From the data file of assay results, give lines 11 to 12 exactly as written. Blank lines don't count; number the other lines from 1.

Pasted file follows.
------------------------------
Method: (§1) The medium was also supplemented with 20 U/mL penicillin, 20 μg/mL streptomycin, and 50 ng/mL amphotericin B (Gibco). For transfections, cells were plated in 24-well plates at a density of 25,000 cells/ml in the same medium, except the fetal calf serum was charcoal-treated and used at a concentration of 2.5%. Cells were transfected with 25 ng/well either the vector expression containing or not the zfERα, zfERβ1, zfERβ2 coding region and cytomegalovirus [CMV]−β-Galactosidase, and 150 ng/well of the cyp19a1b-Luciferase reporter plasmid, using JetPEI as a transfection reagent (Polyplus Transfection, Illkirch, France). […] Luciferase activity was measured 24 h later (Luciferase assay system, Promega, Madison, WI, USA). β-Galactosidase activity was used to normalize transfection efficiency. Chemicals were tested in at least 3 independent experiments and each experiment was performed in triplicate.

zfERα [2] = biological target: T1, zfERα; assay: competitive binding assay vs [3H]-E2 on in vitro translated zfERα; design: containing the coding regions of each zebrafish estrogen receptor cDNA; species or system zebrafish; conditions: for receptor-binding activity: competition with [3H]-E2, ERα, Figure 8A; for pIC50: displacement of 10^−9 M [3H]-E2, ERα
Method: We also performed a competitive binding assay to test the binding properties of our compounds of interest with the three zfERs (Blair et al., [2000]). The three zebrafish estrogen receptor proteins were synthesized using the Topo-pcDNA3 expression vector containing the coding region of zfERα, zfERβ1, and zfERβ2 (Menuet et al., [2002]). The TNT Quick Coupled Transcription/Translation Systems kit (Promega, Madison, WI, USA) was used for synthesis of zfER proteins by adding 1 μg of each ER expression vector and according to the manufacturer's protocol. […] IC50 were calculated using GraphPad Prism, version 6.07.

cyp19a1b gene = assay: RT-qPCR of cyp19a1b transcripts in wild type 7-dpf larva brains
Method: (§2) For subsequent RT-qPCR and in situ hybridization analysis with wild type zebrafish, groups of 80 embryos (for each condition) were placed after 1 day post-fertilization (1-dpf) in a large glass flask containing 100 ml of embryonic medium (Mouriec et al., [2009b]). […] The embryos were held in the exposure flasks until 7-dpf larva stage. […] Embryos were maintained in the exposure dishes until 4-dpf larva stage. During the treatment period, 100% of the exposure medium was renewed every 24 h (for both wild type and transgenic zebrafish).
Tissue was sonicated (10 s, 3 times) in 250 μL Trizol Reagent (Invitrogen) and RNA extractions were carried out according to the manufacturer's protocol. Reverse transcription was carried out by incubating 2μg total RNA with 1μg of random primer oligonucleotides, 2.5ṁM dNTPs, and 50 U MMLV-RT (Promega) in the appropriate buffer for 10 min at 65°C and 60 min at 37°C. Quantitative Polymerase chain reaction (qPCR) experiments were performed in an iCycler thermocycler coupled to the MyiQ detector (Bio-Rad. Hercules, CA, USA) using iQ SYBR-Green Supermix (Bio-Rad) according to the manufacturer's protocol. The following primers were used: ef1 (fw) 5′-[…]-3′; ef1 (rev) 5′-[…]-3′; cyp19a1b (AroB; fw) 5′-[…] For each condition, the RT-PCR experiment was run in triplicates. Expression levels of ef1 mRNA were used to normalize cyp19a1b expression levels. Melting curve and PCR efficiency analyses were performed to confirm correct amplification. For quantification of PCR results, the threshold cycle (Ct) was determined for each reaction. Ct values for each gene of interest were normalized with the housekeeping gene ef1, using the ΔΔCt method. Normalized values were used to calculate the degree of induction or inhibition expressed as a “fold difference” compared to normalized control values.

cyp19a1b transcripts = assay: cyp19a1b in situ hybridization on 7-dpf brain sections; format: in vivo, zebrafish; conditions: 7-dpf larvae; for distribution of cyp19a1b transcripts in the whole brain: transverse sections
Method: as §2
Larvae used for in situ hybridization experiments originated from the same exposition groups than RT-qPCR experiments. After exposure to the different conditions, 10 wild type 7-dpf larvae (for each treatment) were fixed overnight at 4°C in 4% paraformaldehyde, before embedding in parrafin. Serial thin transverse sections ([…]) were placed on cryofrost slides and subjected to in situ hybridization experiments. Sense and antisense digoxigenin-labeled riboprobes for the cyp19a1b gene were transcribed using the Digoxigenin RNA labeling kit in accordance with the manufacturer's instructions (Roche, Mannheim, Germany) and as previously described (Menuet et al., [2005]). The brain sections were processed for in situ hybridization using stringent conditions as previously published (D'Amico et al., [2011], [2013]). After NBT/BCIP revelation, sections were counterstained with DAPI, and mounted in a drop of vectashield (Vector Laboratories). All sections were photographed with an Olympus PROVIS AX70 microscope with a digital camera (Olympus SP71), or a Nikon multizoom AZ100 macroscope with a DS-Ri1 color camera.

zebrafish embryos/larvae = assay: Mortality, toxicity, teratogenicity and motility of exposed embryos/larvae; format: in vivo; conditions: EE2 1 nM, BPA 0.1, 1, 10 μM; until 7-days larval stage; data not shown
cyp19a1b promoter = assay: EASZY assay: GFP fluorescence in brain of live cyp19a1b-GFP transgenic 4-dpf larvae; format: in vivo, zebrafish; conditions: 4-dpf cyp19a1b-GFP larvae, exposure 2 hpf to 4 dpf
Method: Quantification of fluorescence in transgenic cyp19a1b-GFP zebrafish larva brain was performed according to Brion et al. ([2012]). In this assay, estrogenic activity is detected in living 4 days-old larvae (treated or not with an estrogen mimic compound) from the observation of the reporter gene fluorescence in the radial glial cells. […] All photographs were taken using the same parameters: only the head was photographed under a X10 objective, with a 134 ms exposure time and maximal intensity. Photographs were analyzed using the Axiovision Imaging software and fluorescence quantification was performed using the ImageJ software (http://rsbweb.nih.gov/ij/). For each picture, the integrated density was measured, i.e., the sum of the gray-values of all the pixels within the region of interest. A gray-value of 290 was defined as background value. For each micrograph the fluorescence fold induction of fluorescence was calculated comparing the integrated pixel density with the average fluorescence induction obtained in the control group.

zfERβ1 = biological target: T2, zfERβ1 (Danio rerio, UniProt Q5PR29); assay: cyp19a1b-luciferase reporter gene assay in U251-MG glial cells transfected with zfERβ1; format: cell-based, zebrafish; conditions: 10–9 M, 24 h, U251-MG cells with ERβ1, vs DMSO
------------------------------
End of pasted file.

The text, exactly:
cyp19a1b promoter = assay: EASZY assay: GFP fluorescence in brain of live cyp19a1b-GFP transgenic 4-dpf larvae; format: in vivo, zebrafish; conditions: 4-dpf cyp19a1b-GFP larvae, exposure 2 hpf to 4 dpf
Method: Quantification of fluorescence in transgenic cyp19a1b-GFP zebrafish larva brain was performed according to Brion et al. ([2012]). In this assay, estrogenic activity is detected in living 4 days-old larvae (treated or not with an estrogen mimic compound) from the observation of the reporter gene fluorescence in the radial glial cells. […] All photographs were taken using the same parameters: only the head was photographed under a X10 objective, with a 134 ms exposure time and maximal intensity. Photographs were analyzed using the Axiovision Imaging software and fluorescence quantification was performed using the ImageJ software (http://rsbweb.nih.gov/ij/). For each picture, the integrated density was measured, i.e., the sum of the gray-values of all the pixels within the region of interest. A gray-value of 290 was defined as background value. For each micrograph the fluorescence fold induction of fluorescence was calculated comparing the integrated pixel density with the average fluorescence induction obtained in the control group.